Click the link below the picture

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At this historic moment, the world has paused to take in the sight of humanity’s first image of the strangest phenomenon in the known universe, a remarkable legacy of the general theory of relativity: a black hole. I am moved not just by the image; overwhelmingly I am moved by the significance of sharing this experience with strangers around the globe. I am moved by the image of a species looking at an image of a curious empty hole looming in space.

I am at the National Press Club, in Washington, D.C., a hive of excitement. Scientists with the Event Horizon Telescope aspired for years to take the first-ever picture of a supermassive black hole, so when they gathered journalists and scientists together today for a press conference, there wasn’t much doubt as to what we were here to see.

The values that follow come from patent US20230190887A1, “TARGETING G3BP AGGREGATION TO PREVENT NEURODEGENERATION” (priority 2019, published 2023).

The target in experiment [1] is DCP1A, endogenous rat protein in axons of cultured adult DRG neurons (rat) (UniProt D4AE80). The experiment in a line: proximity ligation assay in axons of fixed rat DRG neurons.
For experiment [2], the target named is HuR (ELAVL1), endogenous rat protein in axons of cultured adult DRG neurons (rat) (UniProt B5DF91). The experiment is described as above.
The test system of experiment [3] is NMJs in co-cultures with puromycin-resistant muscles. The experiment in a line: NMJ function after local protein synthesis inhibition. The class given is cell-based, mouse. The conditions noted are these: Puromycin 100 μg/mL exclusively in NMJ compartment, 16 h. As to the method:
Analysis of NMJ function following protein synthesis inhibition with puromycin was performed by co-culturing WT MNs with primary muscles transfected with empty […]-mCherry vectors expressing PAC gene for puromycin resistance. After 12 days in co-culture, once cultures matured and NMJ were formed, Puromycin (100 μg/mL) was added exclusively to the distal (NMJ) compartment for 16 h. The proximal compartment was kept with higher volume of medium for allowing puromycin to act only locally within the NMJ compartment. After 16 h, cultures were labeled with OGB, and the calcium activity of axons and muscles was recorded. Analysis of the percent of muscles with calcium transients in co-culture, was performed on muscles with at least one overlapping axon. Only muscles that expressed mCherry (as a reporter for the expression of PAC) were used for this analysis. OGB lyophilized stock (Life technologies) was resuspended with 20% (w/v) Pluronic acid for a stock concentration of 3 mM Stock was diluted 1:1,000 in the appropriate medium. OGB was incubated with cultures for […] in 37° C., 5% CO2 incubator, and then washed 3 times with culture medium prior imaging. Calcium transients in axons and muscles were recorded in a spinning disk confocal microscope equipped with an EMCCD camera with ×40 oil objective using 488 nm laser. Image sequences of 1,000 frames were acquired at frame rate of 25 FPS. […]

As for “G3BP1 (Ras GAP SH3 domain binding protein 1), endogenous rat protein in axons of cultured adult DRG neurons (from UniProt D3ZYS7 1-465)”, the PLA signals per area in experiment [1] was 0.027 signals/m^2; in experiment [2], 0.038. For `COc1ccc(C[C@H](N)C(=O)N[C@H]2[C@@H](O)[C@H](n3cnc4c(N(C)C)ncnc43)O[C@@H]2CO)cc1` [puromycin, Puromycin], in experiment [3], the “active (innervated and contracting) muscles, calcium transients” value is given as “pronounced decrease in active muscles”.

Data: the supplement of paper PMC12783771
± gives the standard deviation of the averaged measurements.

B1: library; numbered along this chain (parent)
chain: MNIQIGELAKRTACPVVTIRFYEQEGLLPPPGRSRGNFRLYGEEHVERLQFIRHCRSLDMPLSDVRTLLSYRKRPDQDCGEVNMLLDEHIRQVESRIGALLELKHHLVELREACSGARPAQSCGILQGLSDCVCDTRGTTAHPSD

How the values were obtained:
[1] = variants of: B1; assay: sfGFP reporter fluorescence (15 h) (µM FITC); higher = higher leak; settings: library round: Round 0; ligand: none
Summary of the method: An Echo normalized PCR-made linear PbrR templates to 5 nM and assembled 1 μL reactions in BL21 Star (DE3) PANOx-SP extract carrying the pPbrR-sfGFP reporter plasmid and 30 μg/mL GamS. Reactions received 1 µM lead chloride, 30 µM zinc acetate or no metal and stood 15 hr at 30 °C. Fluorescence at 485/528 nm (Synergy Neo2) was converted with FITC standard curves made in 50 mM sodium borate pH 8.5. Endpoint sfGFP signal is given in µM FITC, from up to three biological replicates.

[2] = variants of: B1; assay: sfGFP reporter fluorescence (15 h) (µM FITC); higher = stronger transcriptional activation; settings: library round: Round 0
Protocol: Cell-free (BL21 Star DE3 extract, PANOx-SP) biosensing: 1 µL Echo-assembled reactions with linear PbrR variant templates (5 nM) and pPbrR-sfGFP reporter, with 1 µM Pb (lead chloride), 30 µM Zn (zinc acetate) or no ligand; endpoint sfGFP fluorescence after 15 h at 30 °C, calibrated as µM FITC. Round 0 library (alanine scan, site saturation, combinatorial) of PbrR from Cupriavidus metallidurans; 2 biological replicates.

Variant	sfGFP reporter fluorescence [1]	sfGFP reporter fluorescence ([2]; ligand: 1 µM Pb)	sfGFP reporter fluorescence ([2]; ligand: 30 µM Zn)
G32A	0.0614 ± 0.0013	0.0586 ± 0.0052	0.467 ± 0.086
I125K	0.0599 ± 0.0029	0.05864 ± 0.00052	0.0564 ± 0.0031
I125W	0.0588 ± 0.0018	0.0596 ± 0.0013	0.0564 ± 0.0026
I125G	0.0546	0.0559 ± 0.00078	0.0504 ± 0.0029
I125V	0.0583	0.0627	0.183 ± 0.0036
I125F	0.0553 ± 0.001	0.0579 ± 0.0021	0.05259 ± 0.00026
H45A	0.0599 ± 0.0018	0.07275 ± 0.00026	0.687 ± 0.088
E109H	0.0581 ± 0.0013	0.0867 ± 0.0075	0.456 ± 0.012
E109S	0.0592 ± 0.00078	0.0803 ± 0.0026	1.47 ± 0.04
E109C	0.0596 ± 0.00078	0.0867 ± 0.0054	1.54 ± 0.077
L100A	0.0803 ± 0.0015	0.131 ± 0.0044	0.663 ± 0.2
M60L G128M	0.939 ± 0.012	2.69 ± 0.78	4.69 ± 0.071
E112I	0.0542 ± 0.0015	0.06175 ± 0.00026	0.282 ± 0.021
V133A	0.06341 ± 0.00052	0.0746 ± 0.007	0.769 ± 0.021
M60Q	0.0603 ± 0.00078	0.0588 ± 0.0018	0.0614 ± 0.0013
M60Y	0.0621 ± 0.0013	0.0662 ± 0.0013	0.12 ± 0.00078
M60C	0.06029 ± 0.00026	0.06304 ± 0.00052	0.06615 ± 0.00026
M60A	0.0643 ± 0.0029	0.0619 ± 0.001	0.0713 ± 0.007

But still, there are surprises.

At the podium is Sheperd Doeleman, the director of the Event Horizon Telescope. He welcomes us, “black hole enthusiasts.” I have the strongest memory of standing at the chalkboard in an otherwise empty classroom at the Massachusetts Institute of Technology with Shep, my funny friend with his funny, unmistakable, burnt-mahogany hair. Covered in chalk dust, we acquired the hard-earned mathematics of Albert Einstein’s theory of relativity.

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Art for "What the Sight of a Black Hole Means to a Black Hole Physicist"The Event Horizon Telescope’s image of the black hole at the center of Messier 87, a large galaxy in the Virgo cluster. This black hole resides 55 million light-years from Earth and has a mass 6.5 billion times that of the sun.

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Click the link below for the article (follow up):

https://www.quantamagazine.org/what-the-sight-of-a-black-hole-means-to-a-black-hole-physicist-20190410/?utm_source=pocket-newtab

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